After thanking him for the question I said: “Yes, it is.  It’s normal to be gay, bi, lesbian, it’s normal to question—so, yes, it’s normal.  Is it not as common to be transgender?  Yes.  But it’s normal,” and I handed him a flag.

One little boy entered the fair, holding his mother’s hand, and pulling her eagerly over to our table.  He was probably seven.  His mom told us, “He saw your table and was so happy.  He says of himself, I’m not a boy, I’m not a girl—I’m me—Benjamin.”  He proudly took a rainbow flag and explored our displays with eager eyes and a happy, validated heart.

I could go on and on with wonderful moments like these.  Being at a diversity fair at a local public school–Glenside Elementary School, in Glenside, PA., was a complete joy.  It was an honor to be asked.  Glenside is a fairly conservative town, and the diversity fair has always featured tables with different countries, religions, foods, and so on.  Never in their history have they had an LGBTQ+ table.  We were a first.  And yes, it was a nervous first.  The organizers weren’t sure how we would be received.  They figured none of the parents would be mean, but they thought it was possible some families wouldn’t take kindly that we were there.  We worried parents would shepherd their children away from our table, but it turned out to be the complete opposite.  Parents and children flocked to our table.  It didn’t hurt that we were giving away cupcakes, Skittles, stickers, rainbow flags, parent and child resources, and so on.  And they came—dozens and dozens—probably well over a hundred people—maybe closer to two hundred.  And every family that came was happy we were there.  They asked respectful questions, had supportive things to say, and took advantage of our free resources.  It couldn’t have been a bigger success.  We planted many, many seeds that night—for both allies and queer kids, who may or may not know they’re queer yet, or do know they are, but keep it a secret, to other kids who proudly know they are.  We demonstrated that queer people are people—fun, smart, generous, kind people.  We celebrated the LGBTQ+ community, and its allies.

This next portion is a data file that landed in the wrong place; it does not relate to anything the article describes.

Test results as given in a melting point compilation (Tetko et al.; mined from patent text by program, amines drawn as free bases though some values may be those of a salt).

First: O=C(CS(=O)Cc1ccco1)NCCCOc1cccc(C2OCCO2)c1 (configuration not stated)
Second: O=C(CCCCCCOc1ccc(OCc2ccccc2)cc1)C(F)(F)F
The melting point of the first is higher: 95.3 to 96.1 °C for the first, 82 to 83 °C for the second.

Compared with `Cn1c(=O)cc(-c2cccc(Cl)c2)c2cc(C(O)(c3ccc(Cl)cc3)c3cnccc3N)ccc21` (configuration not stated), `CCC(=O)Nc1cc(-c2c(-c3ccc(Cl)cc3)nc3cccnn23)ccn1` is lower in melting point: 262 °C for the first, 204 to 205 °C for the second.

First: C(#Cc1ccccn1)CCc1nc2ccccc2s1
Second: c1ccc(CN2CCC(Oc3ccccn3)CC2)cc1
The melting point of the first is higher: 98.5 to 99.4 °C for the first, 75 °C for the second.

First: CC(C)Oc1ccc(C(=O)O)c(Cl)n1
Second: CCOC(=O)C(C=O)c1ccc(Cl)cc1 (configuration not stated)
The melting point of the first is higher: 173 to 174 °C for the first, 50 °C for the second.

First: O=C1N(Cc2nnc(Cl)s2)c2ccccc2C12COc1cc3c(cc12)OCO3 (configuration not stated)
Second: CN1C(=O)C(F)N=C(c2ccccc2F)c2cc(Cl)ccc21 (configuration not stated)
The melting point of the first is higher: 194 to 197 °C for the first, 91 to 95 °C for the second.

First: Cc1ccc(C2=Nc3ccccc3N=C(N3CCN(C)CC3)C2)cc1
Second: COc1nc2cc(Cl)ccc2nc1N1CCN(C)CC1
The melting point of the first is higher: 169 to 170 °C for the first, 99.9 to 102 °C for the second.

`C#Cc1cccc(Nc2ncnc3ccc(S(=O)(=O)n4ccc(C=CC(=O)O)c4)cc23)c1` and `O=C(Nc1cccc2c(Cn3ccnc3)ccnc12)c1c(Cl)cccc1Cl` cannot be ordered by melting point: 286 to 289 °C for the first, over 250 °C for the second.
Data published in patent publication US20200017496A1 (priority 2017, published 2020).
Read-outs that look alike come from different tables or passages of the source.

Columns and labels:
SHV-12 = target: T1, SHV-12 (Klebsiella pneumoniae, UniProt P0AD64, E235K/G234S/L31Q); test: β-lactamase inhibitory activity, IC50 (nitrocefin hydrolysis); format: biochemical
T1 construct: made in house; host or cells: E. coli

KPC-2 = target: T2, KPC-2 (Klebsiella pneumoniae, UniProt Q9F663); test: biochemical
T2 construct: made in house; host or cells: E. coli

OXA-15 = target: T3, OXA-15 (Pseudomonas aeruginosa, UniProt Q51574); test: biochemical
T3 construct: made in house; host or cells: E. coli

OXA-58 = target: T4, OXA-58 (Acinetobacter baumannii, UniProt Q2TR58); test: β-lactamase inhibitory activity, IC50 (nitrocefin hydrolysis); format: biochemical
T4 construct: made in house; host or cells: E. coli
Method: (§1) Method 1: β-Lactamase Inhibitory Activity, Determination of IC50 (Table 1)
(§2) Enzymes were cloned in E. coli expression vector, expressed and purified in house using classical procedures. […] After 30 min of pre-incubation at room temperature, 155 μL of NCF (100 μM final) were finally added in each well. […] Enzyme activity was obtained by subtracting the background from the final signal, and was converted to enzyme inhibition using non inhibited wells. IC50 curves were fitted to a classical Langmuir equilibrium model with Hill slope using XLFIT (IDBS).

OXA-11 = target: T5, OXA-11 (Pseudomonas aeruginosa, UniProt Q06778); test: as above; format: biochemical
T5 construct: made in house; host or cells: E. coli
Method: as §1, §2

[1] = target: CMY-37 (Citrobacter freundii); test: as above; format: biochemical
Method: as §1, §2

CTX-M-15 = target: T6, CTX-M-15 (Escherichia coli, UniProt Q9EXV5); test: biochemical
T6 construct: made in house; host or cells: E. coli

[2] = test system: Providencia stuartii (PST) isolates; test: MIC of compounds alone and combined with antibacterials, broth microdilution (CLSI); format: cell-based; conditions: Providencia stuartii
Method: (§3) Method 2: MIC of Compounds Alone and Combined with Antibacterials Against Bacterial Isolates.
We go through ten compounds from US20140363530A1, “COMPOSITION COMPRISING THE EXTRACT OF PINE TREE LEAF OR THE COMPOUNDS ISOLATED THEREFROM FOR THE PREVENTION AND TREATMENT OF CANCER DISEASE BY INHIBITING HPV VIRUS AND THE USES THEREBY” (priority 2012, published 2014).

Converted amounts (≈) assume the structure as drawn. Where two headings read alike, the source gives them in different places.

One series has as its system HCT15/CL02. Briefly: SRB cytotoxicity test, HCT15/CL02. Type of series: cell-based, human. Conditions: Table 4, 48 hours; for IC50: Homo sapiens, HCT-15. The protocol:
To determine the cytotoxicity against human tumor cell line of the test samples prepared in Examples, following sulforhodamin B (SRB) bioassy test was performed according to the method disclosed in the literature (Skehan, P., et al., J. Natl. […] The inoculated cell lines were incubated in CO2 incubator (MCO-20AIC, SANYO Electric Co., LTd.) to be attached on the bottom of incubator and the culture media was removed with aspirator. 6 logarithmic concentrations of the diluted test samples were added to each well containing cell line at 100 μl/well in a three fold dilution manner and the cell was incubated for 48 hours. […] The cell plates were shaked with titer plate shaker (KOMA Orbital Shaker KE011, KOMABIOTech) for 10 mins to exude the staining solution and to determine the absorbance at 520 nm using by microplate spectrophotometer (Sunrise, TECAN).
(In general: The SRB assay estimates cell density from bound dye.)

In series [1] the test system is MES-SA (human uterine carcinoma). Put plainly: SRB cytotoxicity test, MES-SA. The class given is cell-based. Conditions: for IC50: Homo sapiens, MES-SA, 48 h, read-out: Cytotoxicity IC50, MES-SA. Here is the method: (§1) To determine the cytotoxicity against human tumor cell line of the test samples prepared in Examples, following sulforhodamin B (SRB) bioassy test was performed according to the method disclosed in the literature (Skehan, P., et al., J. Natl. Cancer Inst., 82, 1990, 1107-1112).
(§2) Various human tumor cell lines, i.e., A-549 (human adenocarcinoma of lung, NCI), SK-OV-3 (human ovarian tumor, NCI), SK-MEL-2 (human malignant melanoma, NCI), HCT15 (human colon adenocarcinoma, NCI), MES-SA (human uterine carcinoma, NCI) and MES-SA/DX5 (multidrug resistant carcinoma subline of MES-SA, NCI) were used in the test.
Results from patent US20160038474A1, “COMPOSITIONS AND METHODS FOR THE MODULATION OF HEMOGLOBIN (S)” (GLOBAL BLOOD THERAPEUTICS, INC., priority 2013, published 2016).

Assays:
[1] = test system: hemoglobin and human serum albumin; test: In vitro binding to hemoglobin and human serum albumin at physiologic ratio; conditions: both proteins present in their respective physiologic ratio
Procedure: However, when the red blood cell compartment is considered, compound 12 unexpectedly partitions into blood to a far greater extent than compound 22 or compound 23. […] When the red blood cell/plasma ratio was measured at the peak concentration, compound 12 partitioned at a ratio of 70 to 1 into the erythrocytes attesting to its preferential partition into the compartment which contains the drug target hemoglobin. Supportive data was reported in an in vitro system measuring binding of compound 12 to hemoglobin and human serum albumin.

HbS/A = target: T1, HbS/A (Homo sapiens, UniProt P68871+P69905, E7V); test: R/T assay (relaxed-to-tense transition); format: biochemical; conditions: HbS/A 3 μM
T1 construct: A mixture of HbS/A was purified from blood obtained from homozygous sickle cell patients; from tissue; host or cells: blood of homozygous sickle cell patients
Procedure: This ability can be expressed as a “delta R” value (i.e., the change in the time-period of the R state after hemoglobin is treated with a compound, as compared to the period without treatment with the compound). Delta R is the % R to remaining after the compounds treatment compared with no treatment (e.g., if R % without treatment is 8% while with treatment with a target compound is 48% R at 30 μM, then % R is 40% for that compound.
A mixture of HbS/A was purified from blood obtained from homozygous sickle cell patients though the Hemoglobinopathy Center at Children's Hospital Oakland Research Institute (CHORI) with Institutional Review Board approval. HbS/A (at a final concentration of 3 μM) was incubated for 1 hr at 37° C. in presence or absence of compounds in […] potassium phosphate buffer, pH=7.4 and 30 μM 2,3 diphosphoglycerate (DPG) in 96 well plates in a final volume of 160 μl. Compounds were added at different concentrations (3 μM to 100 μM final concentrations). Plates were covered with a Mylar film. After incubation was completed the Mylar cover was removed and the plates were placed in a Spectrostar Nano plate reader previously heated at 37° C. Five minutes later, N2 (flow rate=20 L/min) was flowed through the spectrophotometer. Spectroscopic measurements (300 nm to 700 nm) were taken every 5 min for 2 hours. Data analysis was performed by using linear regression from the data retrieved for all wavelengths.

We made many wonderful connections. We met someone who helps get homeless LGBTQ+ kids of the streets.  We met another who helps place LGBTQ+ kids in foster care and get adopted.  We met teachers and educators needing ideas and support for queer children in their classes.  Networking is so key in helping the world work together to help queer kids.

We were invited by my friend Kate, who was organizing the event.  She was inspired after she saw an episode of Liz Plank’s, Divided States of Women, which featured my church (Love in Action UCC) and myself.